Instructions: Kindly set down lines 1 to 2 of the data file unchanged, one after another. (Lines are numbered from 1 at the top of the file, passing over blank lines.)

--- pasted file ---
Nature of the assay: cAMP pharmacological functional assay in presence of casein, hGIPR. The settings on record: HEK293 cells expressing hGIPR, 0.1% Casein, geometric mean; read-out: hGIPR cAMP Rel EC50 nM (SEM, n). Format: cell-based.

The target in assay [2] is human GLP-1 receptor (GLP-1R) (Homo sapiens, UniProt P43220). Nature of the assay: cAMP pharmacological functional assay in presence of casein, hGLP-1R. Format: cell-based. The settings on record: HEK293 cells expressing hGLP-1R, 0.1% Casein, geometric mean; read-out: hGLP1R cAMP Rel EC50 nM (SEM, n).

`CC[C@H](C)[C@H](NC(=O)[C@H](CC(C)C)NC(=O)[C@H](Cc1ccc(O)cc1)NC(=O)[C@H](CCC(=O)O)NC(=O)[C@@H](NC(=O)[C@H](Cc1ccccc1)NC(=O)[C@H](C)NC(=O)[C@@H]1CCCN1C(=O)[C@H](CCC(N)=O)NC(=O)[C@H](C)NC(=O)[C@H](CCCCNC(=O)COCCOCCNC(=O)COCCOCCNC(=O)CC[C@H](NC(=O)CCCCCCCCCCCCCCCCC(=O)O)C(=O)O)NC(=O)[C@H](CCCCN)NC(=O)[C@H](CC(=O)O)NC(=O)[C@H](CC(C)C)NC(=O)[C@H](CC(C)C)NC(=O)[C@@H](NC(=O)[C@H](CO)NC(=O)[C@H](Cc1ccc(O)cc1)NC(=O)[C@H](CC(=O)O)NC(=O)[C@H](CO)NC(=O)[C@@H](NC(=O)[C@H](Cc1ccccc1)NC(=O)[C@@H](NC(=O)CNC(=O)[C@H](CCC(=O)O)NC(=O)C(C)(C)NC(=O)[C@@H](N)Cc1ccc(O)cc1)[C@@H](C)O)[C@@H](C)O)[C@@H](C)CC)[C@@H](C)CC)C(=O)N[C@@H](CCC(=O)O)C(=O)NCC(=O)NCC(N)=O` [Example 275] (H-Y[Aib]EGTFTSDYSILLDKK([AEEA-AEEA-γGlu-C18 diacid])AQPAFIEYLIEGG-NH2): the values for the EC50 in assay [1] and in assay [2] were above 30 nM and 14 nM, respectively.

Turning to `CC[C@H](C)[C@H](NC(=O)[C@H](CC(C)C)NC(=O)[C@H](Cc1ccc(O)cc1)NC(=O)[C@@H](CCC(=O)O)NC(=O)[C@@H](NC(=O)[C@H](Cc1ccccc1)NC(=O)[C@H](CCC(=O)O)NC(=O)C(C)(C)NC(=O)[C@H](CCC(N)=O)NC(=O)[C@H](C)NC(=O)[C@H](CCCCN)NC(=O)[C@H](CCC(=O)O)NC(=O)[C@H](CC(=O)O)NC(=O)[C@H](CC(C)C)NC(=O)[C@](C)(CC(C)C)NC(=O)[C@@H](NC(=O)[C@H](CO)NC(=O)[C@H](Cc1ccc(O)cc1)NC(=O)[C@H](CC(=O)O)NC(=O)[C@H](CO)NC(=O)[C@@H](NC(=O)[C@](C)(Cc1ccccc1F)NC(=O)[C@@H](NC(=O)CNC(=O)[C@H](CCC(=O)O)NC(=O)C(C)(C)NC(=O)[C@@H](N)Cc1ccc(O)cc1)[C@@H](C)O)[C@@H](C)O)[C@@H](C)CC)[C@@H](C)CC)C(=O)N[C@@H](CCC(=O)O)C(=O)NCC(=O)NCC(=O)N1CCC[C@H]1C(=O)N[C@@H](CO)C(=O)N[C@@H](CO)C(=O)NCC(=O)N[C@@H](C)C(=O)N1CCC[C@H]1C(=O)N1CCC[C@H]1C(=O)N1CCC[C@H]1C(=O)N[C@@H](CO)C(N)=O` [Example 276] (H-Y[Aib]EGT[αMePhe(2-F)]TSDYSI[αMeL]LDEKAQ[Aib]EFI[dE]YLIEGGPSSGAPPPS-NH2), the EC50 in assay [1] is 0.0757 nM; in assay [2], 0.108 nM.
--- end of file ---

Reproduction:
Nature of the assay: cAMP pharmacological functional assay in presence of casein, hGIPR. The settings on record: HEK293 cells expressing hGIPR, 0.1% Casein, geometric mean; read-out: hGIPR cAMP Rel EC50 nM (SEM, n). Format: cell-based.

The target in assay [2] is human GLP-1 receptor (GLP-1R) (Homo sapiens, UniProt P43220). Nature of the assay: cAMP pharmacological functional assay in presence of casein, hGLP-1R. Format: cell-based. The settings on record: HEK293 cells expressing hGLP-1R, 0.1% Casein, geometric mean; read-out: hGLP1R cAMP Rel EC50 nM (SEM, n).